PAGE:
I was thinking about that before I started talking to you. When my mom was just a lass, it wasn't like she was listening to LAWRENCE WELK like her parents did. But my generation and younger, have these parents that listened to all of this great classic rock and for some reason or another, it stays with you.
Yeah, stuff like THE BEATLES is never going to die. That stuff is brilliant.
At the moment, you're on the road. Who are you on the road with?
I'm with three awesome people! CHRISTIAN MURPHY on bass, JAYME TARDIFF on drums and a new guy JAMES FARNSWORTH on keyboards. We've had two previous keyboardists but they've followed other committments so we got this new guy JAMES and tonight is going to be his first gig with the band and hopefully he is going to be permanent. I'm also on the road with my road manager and it's pretty much this team of five that travels everywhere.
Are these the same players that are on the album as well?
No. The players on the album were the guys that I played with in Canada for three and a half years until I came out of Canada to Boston to go to BERKLEE COLLEGE OF MUSIC and that was where I hooked up with these guys and we've continued the project.
How was working with these new guys different from the old group of people?Is it better? Worse?
It's definitely better. My approach to music has changed and that's why I like this better. It's a little more free-form jam rock these days . The old band used to follow strict schedules with the songs and planning out every sort of jam that we did. Now, as a band, we improvise more on stage and it's a lot more free spirited and fun.
Explain if it's explainable all that goes into writing a song.
It varies per song. Sometimes I'll be sitting around playing nothing in particular on the guitar and I'll stumble across this chord progression that sounds good or sometimes I'll be playing someone elses song and get an idea. As they say, "great artists steal" so if I like a certain part of a song, I'll combine itt with some other chord progression that I find interesting. There are some songs where a bridge is inspired by this ERIC CLAPTON song and the chorus is from this LED ZEPPLIN song. In songwriting, I ussually come up with the music first and add the lyrics later. That is ussually the process that I follow.
When did you first begin writing songs?
I was about thirteen years old. Maybe late twelve.The first album happened when I was fourteen and I had ten songs by then, so it had to be around the time I was twelve or thirteen.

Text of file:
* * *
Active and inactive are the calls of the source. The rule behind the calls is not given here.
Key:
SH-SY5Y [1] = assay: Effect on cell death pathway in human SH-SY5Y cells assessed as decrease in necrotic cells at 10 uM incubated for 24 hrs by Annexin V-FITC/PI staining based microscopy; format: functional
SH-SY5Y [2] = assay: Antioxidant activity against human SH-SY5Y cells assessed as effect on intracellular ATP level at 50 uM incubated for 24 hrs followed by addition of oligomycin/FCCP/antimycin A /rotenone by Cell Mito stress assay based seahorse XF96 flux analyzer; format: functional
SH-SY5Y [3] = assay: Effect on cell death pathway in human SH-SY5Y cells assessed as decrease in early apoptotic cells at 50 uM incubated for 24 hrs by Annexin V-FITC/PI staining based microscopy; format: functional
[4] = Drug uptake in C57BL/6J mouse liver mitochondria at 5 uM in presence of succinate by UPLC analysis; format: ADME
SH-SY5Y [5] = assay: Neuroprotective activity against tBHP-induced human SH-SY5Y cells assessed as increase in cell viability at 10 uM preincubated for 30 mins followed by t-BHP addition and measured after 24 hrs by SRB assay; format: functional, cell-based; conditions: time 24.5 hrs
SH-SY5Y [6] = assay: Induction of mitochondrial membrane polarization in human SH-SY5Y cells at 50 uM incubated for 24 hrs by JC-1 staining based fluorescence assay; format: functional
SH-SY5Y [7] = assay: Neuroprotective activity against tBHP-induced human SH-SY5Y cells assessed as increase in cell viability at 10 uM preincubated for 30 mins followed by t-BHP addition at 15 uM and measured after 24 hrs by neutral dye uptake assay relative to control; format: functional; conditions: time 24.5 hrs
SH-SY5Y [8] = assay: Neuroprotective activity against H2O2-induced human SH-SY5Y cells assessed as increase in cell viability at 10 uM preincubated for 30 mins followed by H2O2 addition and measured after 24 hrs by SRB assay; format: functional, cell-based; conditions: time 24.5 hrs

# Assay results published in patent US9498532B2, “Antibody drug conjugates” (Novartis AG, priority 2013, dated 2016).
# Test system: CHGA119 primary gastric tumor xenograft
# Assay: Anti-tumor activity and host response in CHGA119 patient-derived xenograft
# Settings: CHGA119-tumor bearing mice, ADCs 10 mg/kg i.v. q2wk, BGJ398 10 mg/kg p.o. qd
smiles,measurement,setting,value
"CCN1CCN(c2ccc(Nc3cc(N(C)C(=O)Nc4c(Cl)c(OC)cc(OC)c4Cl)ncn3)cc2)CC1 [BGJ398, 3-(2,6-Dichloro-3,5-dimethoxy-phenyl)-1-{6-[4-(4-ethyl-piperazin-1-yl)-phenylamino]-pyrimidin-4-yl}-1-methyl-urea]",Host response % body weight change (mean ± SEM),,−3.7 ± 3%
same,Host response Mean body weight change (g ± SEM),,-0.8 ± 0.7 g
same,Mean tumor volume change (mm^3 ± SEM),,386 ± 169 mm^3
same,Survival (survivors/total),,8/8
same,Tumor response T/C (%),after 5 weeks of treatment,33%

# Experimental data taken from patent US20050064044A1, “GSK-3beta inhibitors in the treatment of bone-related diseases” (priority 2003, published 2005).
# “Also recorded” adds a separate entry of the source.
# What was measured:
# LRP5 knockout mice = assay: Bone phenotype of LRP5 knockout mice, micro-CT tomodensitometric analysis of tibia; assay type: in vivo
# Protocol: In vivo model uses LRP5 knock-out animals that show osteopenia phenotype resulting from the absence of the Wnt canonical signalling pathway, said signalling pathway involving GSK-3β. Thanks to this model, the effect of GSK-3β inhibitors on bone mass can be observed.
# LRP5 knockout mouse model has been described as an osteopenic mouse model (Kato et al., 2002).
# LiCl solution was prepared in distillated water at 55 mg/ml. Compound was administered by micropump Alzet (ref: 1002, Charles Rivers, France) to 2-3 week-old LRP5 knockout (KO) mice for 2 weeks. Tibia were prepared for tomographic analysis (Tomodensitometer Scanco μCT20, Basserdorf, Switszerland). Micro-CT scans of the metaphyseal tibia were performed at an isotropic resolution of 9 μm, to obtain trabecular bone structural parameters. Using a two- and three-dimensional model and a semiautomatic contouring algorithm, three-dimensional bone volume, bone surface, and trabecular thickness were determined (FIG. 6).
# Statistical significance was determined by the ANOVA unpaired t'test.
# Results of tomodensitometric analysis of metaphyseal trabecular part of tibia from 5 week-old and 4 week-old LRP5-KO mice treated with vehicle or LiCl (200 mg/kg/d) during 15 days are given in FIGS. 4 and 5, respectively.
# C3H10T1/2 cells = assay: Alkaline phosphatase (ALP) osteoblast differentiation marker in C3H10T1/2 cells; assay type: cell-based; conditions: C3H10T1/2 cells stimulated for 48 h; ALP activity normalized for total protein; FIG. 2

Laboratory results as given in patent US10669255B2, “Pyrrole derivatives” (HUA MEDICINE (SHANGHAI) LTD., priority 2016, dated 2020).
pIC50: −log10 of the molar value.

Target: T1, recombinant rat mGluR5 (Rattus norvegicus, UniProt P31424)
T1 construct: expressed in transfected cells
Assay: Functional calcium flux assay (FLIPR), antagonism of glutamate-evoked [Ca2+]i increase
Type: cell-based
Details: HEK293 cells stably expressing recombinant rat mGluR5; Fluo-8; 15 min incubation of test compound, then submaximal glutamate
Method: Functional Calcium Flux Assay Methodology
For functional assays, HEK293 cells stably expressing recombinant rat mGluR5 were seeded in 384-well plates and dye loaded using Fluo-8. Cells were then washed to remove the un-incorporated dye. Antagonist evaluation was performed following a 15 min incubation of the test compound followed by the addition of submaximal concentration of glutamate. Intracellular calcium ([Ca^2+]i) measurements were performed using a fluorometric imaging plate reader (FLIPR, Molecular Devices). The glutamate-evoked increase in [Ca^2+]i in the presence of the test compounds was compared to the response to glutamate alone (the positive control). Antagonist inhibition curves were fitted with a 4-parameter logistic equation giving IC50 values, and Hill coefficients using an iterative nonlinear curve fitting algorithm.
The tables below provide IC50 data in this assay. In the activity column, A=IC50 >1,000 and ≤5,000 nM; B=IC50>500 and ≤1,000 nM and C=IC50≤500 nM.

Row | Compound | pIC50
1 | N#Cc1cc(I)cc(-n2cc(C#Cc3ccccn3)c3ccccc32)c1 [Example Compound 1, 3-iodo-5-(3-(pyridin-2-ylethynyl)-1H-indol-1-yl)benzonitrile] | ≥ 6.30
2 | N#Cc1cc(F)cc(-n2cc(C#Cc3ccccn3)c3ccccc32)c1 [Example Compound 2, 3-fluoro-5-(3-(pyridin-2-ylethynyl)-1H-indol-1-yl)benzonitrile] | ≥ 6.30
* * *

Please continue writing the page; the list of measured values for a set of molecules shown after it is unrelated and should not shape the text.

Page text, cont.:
From the album FURTHER, are there any tracks that sort of stand out for you?
There's one song called THE LAST VERSE that I realy like. GO and the title track are probably my choices for second and third favorite.
So being off from school for the summer has freed you up for some touring.
Yeah. We're in Atlanta right now until Friday. We have two gigs tonight and tomorrow and then we're in New Hampshire on Saturday and we have two gigs next week in Boston. After that, I'm sort of unclear but we're going to Chicago at some point, New York, and then New Jersey. We were in Los Angeles a month ago so we've been pretty busy flying all around and driivng around.
It sounds exciting!
It is exciting but all of the traveling and lugging the gear, and renting rooms can really wear on you. It's pretty stressfull, but that's what you've got to do and I'm loving it.
What would you like a listener to come away with after hearing this CD?
I would like them to come away with an appreciation of the music, obviously. I'd like them to understand the direction that the group is going in and if they dig that, I'd like for them to be a fan and support the music. This is our first tour so we could use all of the support that we can get.
Are there any fantasies about who you would like to open for or tour with?
The old band opened for BON JOVI in Toronto about two years ago and that was pretty cool, but I would love to play with or open for GOVERNMENT MULE. They're one of my favorites right now. That would be pretty awesome.
It's amazing that you are four albums into your career and you are only eighteen.
It's my passion, you know. It's what I do. I write songs and I play guitar.
So what are you studying at BERKLEE specifically.
My major is going to be songwriting. I intend tobe writngsongs for the rest of my life and I'd like the songs to progress and get better as the years go by. I've only been at BERKLEE for a year but I'm loving it.
I never get to ask this question ever, but in the past few years, you've released about five albums and you've still got this whole life ahead of you. Where do you see all of it going in about ten years?
Obviously, I'd love to be playing venues with ten thousand plus people who are there to hear my music and are there to hear me. I'd like to spread my word to as many people as I can.